After the winners had been recognized at dinner, Easby observed, "This is extraordinary because this brings foxhunting from North America together, and to get so many packs of hounds who have traveled the distance that you all have, shows the passion that you all have for your hounds." Speaking to host and Midland joint Master, Mason Houghland Lampton, Easby added, "The great thing is that you are not possessive about your hounds, you share them. And when you have good hounds, you're happy to give them to other people," a nod to Mr. Hardaway's well-known generosity with sharing bloodlines.

MFHA President and Fox River Valley - Massbach Hounds MFH Tony Leahy also thanked Lampton and his wife, Mary Lu, for their tremendous efforts spearheading the event: "What you've done for the sport, what your family has done on both sides, you're really a great foxhunting family - thank you so much!" Leahy also recognized the Championship committee, including the Hark Forward Performance Trials series chairman Epp Wilson, MFH, Jean Derrick, Mason Hardaway Lampton, MFH, Ken George, Erin Gray, Robert Miller, Justin Simpson, and Christy Stapleman, as well as the Championship Performance Trials President, Cameron Sadler, MFH.

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Jackets were waived for the warm first day from Rutland's farm. Photo by Allison Howell.

The tiny crossroads of Fitzpatrick, about 30 minutes outside the state capital of Montgomery, was ready for the pilgrimage: "Tent City," temporary stabling rivaling any A-show, with ample parking, lights, and necessary utilities, was available just a few minutes from social events and the first fixture. Hounds moved off from Tent City on the second day. The Fitzpatrick Volunteer Fire Department graciously provided dinner Monday night at the inviting Foxpatrick Pavilion, and was in turn the beneficiary of the hunt Calcutta fundraiser that evening. Locals also kindly served as road guides and offered four-wheelers to maximize everyone's opportunity to (try to) keep up with hounds.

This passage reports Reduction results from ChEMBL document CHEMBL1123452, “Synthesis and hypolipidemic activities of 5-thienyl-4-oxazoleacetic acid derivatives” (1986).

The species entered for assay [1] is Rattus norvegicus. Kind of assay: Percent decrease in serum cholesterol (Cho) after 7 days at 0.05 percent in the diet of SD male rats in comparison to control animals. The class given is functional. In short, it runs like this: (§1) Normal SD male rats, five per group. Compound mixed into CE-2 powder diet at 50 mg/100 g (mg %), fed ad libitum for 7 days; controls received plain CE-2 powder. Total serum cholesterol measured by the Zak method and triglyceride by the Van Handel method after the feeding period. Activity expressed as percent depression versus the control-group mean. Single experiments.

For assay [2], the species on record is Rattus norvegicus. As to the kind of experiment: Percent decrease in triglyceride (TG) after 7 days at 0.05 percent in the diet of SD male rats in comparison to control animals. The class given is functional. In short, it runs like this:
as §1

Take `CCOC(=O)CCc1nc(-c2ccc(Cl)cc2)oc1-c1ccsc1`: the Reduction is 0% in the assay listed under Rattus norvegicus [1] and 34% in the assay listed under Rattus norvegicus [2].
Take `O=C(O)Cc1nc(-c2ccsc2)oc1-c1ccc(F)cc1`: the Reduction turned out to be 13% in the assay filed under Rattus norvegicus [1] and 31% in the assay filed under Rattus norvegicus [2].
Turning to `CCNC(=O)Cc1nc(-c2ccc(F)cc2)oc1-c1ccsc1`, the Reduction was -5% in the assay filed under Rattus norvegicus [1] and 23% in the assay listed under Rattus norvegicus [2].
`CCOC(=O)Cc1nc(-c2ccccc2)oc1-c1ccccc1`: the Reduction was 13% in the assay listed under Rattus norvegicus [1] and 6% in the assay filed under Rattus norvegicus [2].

Tuesday morning's fixture was the expansive farm of Frank Rutland, with large grass fields adjoining neighboring cattle and cropland and some small creeks and wooded coverts. The temperature was warm and rose quickly into the upper '70s, leading to a brief but soaking downpour which the field (who had been invited to leave their hunt coats at trailers) withstood cheerfully. Despite the warm conditions, hounds found a game coyote almost immediately for performance trials huntsman Ashley Hubbard of Green Spring Valley Hounds (MD).

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Performance Trials huntsman Ashley Hubbard in the open Fitzpatrick country. Photo by Allison Howell.

A blistering chase followed, pressing the pack and riders to keep up over several miles at a respectable under-three-minutes-per-mile speed, according to trail app reports. This coyote was accounted for close by a swampy area, allowing the guest staff, including whippers-in Sam Clifton, Rhodri Jones-Evans, and Darren Houser and road whippers-in Dr. Andy Calloway, Justin Simpson, Robert Miller, and Boo Montgomery an opportunity to check in and bring hounds up for the next cast. This effort led to further sport behind another coyote, but with the thermometer approaching 80 degrees and the pack somewhat spread out, Hubbard chose to return to the meet just short of the alloted three-hour period.